Healing From Complex Trauma & PTSD/CPTSD

A journey to healing from complex trauma.

Perfect example of an empty, unwise, distorted platitude.



Platitudes such as this one, are popular. They self soothe and appeal to those who don’t think deeply and don’t want to deal with truth and reality.

Darkness, is never a gift. To suggest it is, is rationalising it, which is disordered, unwise thinking. Putting some irrational positive meaning to why it occurred and why it is ‘good’. It isn’t good.

So many of these unwise quotes are so popular. I understand why, they self soothe, without the need to deal with painful truth.

But, I see the deeper, bigger picture and how they weaken society continually. And that makes me sad.

Author: Healing From Complex Trauma & PTSD/CPTSD

I am a survivor of complex and multiple trauma and abuse, who at the age of 40, began my healing journey. I am using my journey to recovery and healing, to help others, to help survivors feel less alone, validated, encouraged and to enable others to understand themselves more. Complex trauma, particularly from severe, prolonged childhood abuse, is profoundly life changing. Complex trauma produces complex adults. The journey to recovery is a painful, often lonely, emotional daily challenge and it is my aim to encourage others in their daily battle.

5 thoughts on “Perfect example of an empty, unwise, distorted platitude.

  1. I totally agree with this. There is an interesting view presented by Melody Beattie in her book, The New Codependency. She goes a little into this overly positive language, but the underlying idea is to encourage people to fully accept, and to surrender to the knowledge of, bad things happening, and to see them as part of a learning curve, in order to allow oneself to move on from them, and solely for the sufferer’s benefit. (She also talks about the need to keep grieving things in different ways, for balance.) I was reminded because she does sometimes use some overly positive terms like this saying, telling the reader to express ‘gratitude’ for bad things, and I wondered if the above has a similar useful sentiment.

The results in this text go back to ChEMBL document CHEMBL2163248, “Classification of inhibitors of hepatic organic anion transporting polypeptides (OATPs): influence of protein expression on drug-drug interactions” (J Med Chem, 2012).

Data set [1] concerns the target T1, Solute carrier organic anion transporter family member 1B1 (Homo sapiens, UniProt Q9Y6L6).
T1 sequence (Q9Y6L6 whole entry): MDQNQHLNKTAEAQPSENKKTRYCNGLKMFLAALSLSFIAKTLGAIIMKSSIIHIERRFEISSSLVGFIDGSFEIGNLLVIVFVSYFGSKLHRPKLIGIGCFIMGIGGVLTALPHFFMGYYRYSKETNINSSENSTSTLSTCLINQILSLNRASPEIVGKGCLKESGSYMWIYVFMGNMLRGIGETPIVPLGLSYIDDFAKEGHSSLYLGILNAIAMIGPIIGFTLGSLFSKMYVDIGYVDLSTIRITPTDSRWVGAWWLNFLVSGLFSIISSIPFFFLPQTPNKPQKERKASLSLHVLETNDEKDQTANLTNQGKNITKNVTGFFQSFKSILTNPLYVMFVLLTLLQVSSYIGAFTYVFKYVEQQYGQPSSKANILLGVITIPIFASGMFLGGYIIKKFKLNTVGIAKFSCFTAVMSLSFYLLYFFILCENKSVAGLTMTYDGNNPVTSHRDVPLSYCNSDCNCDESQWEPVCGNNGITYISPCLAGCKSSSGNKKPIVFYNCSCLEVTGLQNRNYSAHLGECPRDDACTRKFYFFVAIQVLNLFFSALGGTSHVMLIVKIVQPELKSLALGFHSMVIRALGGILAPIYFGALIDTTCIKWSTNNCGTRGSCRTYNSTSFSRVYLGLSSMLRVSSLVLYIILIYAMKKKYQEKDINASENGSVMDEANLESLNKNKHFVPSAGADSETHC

2. By *useful sentiment*, I mean the initial one about moving on, not the one about being grateful!

  3. Yes, expressing gratitude for bad things happening to self, or others, like child abuse, sexual abuse, is not wise or okay. That is suggesting these are good, needed etc and that is not true.

    I am not glad for the trauma and abuse I have endured. I am not thankful for it. I can accept my life, all that has occurred and learn from it, without the need to see it as ‘good’ or being thankful for it.

    Abuse is never okay, never needed, never good and never deserved. I refuse to see it in positive terms, as I see how harmful it is to suggest these.

    It’s putting a good spin on it, which is not wise.

  4. Hi. I agree with you but I can see it in another way too. I don’t see darkness as a gift when i’m in it, but the darkness has brought gifts to me such as being compassionate, being able to see through people, seeing the big picture, and becoming a deeper person. They may not make me “happy”, but the world doesn’t need a happy person to heal. It needs compassionate, wounded healers to recover from all the poison poured in it. I think these are gifts that no shallow and painless life could ever give to the world. The gift is you to the world!

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